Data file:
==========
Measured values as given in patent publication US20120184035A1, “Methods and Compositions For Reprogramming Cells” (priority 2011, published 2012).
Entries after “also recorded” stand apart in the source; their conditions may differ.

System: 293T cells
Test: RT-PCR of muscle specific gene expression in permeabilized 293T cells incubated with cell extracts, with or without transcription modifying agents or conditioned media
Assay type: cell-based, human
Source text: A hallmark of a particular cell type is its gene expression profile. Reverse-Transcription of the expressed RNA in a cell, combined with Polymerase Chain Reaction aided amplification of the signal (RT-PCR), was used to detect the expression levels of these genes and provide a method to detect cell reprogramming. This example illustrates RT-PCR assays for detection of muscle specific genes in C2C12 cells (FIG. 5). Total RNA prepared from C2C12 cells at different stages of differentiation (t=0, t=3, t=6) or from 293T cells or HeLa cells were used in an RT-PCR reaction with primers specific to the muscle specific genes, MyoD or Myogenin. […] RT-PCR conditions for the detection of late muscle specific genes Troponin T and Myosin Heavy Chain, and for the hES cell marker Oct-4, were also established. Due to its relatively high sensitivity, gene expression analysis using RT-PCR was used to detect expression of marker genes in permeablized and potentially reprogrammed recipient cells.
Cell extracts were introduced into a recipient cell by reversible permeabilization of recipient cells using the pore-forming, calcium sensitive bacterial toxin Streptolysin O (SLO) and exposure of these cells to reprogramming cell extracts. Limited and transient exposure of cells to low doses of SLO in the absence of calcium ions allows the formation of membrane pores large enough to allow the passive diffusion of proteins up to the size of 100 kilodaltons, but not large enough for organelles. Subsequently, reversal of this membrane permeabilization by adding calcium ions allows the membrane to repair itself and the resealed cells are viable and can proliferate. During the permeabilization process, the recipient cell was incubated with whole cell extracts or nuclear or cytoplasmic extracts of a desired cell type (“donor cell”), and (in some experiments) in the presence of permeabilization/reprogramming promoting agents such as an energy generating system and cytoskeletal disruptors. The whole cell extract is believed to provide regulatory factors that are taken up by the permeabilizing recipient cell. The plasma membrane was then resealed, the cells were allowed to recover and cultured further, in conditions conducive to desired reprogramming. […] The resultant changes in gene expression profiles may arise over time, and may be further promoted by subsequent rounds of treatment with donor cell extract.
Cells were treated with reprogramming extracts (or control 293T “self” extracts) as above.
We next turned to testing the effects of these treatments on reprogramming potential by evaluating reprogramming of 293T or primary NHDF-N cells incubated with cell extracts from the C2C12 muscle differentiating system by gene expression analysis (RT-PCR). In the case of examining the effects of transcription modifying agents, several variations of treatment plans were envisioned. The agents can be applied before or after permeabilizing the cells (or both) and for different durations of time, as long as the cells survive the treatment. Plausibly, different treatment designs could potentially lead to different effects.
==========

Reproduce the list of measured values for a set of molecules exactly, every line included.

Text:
Measured values as given in patent publication US20120184035A1, “Methods and Compositions For Reprogramming Cells” (priority 2011, published 2012).
Entries after “also recorded” stand apart in the source; their conditions may differ.

System: 293T cells
Test: RT-PCR of muscle specific gene expression in permeabilized 293T cells incubated with cell extracts, with or without transcription modifying agents or conditioned media
Assay type: cell-based, human
Source text: A hallmark of a particular cell type is its gene expression profile. Reverse-Transcription of the expressed RNA in a cell, combined with Polymerase Chain Reaction aided amplification of the signal (RT-PCR), was used to detect the expression levels of these genes and provide a method to detect cell reprogramming. This example illustrates RT-PCR assays for detection of muscle specific genes in C2C12 cells (FIG. 5). Total RNA prepared from C2C12 cells at different stages of differentiation (t=0, t=3, t=6) or from 293T cells or HeLa cells were used in an RT-PCR reaction with primers specific to the muscle specific genes, MyoD or Myogenin. […] RT-PCR conditions for the detection of late muscle specific genes Troponin T and Myosin Heavy Chain, and for the hES cell marker Oct-4, were also established. Due to its relatively high sensitivity, gene expression analysis using RT-PCR was used to detect expression of marker genes in permeablized and potentially reprogrammed recipient cells.
Cell extracts were introduced into a recipient cell by reversible permeabilization of recipient cells using the pore-forming, calcium sensitive bacterial toxin Streptolysin O (SLO) and exposure of these cells to reprogramming cell extracts. Limited and transient exposure of cells to low doses of SLO in the absence of calcium ions allows the formation of membrane pores large enough to allow the passive diffusion of proteins up to the size of 100 kilodaltons, but not large enough for organelles. Subsequently, reversal of this membrane permeabilization by adding calcium ions allows the membrane to repair itself and the resealed cells are viable and can proliferate. During the permeabilization process, the recipient cell was incubated with whole cell extracts or nuclear or cytoplasmic extracts of a desired cell type (“donor cell”), and (in some experiments) in the presence of permeabilization/reprogramming promoting agents such as an energy generating system and cytoskeletal disruptors. The whole cell extract is believed to provide regulatory factors that are taken up by the permeabilizing recipient cell. The plasma membrane was then resealed, the cells were allowed to recover and cultured further, in conditions conducive to desired reprogramming. […] The resultant changes in gene expression profiles may arise over time, and may be further promoted by subsequent rounds of treatment with donor cell extract.
Cells were treated with reprogramming extracts (or control 293T “self” extracts) as above.
We next turned to testing the effects of these treatments on reprogramming potential by evaluating reprogramming of 293T or primary NHDF-N cells incubated with cell extracts from the C2C12 muscle differentiating system by gene expression analysis (RT-PCR). In the case of examining the effects of transcription modifying agents, several variations of treatment plans were envisioned. The agents can be applied before or after permeabilizing the cells (or both) and for different durations of time, as long as the cells survive the treatment. Plausibly, different treatment designs could potentially lead to different effects.